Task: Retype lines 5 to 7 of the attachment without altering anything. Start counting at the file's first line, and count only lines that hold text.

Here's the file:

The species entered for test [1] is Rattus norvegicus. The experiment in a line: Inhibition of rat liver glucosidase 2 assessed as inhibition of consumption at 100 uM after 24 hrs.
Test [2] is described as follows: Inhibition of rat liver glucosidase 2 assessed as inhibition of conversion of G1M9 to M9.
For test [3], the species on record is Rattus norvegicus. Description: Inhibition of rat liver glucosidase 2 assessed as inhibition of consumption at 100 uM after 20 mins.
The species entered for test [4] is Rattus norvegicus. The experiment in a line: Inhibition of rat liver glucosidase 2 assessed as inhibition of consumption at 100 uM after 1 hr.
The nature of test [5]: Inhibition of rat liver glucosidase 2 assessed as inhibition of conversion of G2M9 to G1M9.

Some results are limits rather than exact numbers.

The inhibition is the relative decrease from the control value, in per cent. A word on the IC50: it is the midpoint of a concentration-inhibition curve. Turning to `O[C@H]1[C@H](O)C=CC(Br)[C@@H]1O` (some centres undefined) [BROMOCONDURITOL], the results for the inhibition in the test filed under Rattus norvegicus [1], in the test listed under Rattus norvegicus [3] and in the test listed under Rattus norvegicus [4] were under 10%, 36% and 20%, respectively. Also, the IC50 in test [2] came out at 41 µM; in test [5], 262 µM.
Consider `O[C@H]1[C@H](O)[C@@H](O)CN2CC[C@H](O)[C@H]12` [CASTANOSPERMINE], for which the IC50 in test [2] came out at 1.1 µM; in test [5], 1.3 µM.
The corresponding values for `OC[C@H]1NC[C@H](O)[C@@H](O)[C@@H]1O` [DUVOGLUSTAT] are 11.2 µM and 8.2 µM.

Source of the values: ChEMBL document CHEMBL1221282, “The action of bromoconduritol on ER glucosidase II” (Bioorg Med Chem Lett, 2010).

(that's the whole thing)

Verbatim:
The nature of test [5]: Inhibition of rat liver glucosidase 2 assessed as inhibition of conversion of G2M9 to G1M9.

Some results are limits rather than exact numbers.

The inhibition is the relative decrease from the control value, in per cent. A word on the IC50: it is the midpoint of a concentration-inhibition curve. Turning to `O[C@H]1[C@H](O)C=CC(Br)[C@@H]1O` (some centres undefined) [BROMOCONDURITOL], the results for the inhibition in the test filed under Rattus norvegicus [1], in the test listed under Rattus norvegicus [3] and in the test listed under Rattus norvegicus [4] were under 10%, 36% and 20%, respectively. Also, the IC50 in test [2] came out at 41 µM; in test [5], 262 µM.